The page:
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Jennifer Saxe
EcoSafety and Sustainability Inc

OpenTox Virtual Conference 2021 Session 10

Using Multiple Assessment Methods in a Customized Approach to Support Eco-Innovation for Personal Care Products 

Jennifer K. Saxe1, Lisa Hoffman2, Ramez Labib2 

1EcoSafety & Sustainability Inc., Harvard, MA USA 

2Avon Products, Inc., Suffern, NY USA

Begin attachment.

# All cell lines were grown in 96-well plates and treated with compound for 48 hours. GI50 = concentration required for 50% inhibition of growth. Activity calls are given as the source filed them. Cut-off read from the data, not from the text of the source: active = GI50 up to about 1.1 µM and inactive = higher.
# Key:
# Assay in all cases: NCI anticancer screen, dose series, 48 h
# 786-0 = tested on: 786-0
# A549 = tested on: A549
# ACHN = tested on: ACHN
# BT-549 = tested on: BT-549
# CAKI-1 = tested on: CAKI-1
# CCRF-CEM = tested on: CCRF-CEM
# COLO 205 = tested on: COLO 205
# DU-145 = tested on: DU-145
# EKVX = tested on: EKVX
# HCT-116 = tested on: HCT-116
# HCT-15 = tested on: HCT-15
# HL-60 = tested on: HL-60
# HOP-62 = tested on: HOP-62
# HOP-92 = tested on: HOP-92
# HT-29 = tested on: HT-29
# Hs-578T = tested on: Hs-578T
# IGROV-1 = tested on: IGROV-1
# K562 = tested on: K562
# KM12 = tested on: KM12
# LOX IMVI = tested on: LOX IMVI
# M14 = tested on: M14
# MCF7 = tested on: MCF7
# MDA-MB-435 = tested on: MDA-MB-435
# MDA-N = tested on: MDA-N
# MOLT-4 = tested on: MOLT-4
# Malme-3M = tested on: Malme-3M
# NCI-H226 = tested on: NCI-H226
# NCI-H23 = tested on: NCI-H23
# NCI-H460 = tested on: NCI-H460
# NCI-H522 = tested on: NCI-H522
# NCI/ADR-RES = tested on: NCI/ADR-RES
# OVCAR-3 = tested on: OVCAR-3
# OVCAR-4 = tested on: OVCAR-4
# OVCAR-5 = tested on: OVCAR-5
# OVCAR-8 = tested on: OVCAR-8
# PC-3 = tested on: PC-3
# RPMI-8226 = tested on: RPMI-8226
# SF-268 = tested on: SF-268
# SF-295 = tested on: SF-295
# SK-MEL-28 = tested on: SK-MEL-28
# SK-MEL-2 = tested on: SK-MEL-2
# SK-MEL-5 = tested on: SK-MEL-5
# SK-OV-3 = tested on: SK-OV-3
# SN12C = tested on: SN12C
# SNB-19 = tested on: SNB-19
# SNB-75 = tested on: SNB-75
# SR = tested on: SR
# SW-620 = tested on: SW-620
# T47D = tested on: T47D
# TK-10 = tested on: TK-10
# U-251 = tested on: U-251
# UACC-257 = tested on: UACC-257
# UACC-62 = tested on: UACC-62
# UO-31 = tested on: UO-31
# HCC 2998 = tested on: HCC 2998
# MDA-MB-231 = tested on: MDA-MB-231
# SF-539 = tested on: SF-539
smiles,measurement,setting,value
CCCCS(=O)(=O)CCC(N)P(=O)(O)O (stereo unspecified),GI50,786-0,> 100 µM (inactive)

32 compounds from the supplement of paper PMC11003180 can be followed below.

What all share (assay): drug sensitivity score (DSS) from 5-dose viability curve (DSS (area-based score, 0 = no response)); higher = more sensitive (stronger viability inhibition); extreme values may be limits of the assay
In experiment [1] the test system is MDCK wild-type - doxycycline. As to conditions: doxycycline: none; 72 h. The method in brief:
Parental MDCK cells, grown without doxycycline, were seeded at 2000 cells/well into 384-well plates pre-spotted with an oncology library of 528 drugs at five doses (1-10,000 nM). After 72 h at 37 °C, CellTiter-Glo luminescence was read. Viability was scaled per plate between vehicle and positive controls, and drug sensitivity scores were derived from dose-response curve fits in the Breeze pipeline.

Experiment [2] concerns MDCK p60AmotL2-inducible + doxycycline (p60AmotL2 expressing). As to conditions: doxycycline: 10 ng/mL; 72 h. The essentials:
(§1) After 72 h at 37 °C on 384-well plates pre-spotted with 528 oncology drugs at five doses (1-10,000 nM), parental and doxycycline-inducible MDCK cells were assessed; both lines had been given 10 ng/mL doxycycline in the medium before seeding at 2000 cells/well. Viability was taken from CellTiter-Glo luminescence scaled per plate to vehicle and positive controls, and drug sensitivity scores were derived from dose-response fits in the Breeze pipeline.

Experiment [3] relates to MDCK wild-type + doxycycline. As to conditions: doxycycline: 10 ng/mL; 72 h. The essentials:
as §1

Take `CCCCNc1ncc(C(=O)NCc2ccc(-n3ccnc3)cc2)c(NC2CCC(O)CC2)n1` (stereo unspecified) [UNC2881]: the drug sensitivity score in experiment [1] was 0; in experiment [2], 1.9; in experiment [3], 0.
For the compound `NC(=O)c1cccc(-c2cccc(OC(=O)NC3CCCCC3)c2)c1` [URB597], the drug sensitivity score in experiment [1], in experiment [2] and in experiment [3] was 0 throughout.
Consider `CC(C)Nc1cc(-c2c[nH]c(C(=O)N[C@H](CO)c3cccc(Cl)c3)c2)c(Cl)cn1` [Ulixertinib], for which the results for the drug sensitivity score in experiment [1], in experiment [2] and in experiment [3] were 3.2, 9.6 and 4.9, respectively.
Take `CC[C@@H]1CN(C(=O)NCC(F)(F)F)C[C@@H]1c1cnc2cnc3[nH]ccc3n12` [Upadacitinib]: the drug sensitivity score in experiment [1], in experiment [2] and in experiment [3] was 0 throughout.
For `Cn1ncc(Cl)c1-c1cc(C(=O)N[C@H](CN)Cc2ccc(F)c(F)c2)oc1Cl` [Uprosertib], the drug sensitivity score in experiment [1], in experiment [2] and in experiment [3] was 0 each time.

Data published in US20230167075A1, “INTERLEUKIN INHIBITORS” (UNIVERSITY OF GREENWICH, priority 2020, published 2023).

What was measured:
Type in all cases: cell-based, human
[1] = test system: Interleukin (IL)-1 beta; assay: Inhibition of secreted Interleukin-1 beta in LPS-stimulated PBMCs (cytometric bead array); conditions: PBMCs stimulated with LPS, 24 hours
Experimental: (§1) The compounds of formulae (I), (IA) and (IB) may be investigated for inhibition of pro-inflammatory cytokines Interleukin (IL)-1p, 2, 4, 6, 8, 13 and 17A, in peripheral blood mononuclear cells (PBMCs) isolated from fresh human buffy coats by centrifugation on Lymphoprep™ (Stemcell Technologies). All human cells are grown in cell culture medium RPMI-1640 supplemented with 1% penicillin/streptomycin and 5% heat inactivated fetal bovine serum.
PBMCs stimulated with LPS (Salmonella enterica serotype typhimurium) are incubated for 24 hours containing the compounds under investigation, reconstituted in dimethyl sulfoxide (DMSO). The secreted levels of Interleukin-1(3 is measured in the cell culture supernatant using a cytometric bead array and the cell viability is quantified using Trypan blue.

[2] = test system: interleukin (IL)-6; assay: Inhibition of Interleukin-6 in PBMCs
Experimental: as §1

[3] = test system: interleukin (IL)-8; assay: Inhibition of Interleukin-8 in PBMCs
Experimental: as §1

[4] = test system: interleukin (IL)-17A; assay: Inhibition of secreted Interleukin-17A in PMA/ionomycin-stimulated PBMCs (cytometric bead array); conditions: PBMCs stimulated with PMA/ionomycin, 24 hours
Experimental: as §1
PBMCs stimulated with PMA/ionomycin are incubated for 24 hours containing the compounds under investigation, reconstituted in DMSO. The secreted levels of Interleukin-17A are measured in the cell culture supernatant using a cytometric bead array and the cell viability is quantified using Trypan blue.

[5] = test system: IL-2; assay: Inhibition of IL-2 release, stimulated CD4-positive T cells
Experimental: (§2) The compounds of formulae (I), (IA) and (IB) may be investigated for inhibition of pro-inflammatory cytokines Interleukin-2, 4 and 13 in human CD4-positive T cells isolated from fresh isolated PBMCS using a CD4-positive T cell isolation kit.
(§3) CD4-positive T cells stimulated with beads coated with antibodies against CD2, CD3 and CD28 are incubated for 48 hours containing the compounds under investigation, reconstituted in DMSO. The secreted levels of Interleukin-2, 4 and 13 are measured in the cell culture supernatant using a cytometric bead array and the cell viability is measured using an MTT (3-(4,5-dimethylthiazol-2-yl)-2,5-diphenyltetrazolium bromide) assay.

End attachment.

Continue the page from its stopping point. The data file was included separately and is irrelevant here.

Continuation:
The most effective way to ensure a product’s environmental safety is to understand and avoid potential risks at the design stage. Eco-innovation is an approach to design that accounts for sustainability, including environmental impact. A new eco-innovation support tool was developed using methods from two environmental assessment paradigms specifically aimed for use during the early design stage. Some portion of personal care products (PCPs) can enter the environment after use through wastewater. As such, environmental risk assessment (ERA) of PCPs has traditionally focused on potential impacts to aquatic organisms. More recently, regulators in Europe have proposed using life cycle assessment (LCA) to evaluate products including PCPs. This PCP eco-innovation support tool considers all impacts commonly included in ERAs and LCAs that can be evaluated with the data available at the early product design stage. The result is a rank value between one (best) and ten (worst),  representing the environmental safety profile of the product, integrating information on ten impact categories. Ecological effects, typically included in both ERA and LCA, are evaluated with the highest level of sophistication, given its known importance for PCPs. As part of that process, predicted no-effect concentrations (PNECs) are developed for water, soil, and sediment. These PNECs can be directly used in full ERAs, which are sometimes required to substantiate “green” marketing claims. Impact categories common in LCA and included here are eutrophication, photochemical ozone (smog) formation, mineral resource depletion, climate change due to direct greenhouse gas emissions, stratospheric ozone depletion. Impact categories considered in ERA approaches include the potential for bioaccumulation and secondary poisoning, contamination of groundwater, and persistence in the environment. One additional category for “other” effects is included so that newly discovered or unique concerns can be integrated into the product ranking.